Arctic Pacific Lakes Provincial Park
Arctic Pacific Lakes Provincial Park is a provincial park in British Columbia, Canada, protecting a pair of lakes known as Arctic and Pacific Lakes, which as their name indicate are on the divide between the Pacific and Arctic drainages. Inherently, the Continental Divide runs between the two lakes, which lie in a narrow valley amid the rugged mountains of the northwesternmost McGregor Plateau. The pass formed by the lakes was important during early fur trade operations and was one of the main links between New Caledonia and the fur companies' eastern territories beyond the Rockies.
The park is located 90 kilometres northeast of Prince George, British Columbia and is 13,887 ha. in area.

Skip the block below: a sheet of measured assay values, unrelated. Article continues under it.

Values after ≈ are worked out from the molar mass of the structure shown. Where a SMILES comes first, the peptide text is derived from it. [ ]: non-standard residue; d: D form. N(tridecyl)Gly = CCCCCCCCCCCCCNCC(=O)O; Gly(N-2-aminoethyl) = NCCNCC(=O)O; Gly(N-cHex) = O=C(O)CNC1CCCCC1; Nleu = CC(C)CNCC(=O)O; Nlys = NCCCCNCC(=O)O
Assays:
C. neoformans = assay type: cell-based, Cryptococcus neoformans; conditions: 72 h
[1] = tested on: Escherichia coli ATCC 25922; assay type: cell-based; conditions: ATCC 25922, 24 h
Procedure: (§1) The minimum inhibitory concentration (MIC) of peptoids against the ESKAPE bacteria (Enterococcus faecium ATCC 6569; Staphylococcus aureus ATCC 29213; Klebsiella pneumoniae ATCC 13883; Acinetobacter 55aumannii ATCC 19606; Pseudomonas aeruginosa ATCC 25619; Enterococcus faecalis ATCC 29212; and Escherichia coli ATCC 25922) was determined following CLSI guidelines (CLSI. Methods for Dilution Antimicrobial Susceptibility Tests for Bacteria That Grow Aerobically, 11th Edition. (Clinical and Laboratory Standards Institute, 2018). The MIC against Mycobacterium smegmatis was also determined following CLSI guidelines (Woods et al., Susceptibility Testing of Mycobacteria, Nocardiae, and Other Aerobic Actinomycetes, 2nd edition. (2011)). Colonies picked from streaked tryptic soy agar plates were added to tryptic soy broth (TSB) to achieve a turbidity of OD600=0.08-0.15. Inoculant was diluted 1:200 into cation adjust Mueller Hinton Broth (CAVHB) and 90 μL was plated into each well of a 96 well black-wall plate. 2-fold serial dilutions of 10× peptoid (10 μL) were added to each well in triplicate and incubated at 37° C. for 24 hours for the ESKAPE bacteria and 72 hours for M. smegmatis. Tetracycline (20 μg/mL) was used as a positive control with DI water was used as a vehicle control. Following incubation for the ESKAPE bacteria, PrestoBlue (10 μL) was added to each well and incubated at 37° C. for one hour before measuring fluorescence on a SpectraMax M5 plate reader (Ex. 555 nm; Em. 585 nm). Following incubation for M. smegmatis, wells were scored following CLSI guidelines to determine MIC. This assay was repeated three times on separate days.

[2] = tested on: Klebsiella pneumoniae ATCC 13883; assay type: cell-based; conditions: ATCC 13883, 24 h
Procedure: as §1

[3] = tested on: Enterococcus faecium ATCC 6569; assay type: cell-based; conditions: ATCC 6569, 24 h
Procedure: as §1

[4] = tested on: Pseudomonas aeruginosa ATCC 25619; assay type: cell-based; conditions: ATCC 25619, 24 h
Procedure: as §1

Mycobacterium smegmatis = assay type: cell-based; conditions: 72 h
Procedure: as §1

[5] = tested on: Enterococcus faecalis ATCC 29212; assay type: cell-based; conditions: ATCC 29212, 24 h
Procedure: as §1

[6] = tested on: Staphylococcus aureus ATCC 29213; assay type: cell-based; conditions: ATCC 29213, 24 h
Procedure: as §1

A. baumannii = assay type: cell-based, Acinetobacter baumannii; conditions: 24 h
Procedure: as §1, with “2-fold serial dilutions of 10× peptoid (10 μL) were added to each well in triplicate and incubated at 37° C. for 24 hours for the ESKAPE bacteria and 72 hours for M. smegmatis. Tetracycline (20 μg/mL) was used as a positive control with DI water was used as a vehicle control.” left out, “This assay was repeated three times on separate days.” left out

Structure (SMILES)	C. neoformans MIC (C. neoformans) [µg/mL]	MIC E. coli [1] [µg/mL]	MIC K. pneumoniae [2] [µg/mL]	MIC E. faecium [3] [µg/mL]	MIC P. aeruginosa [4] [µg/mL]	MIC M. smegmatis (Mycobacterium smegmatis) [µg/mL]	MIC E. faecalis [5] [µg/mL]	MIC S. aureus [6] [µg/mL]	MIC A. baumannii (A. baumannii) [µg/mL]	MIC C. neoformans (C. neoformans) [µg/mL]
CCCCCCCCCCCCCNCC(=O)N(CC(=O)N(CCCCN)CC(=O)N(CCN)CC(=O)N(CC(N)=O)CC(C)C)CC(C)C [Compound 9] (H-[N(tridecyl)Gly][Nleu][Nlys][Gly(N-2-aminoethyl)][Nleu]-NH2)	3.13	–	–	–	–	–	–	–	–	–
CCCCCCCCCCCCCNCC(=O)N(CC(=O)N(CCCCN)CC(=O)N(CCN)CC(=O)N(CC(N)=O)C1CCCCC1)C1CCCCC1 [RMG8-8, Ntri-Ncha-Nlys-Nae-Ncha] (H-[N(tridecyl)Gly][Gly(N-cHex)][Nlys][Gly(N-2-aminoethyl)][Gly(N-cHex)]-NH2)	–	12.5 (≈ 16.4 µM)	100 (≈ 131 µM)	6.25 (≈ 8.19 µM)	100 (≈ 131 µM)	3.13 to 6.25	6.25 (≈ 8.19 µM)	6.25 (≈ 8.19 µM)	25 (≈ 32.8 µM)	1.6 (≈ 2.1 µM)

History and conservation
The park was established June 29, 2000.
The parks aims to protect fall and spring grizzly bear populations and year-round caribou habitat. As well fish populations including lake trout, bull trout, rainbow trout, kokanee, dolly varden, mountain whitefish, redside shiner, lake trout, and chinook salmon, and Arctic grayling. The secondary role of the park is to protect the 1793 route of Alexander Mackenzie through the continental divide.
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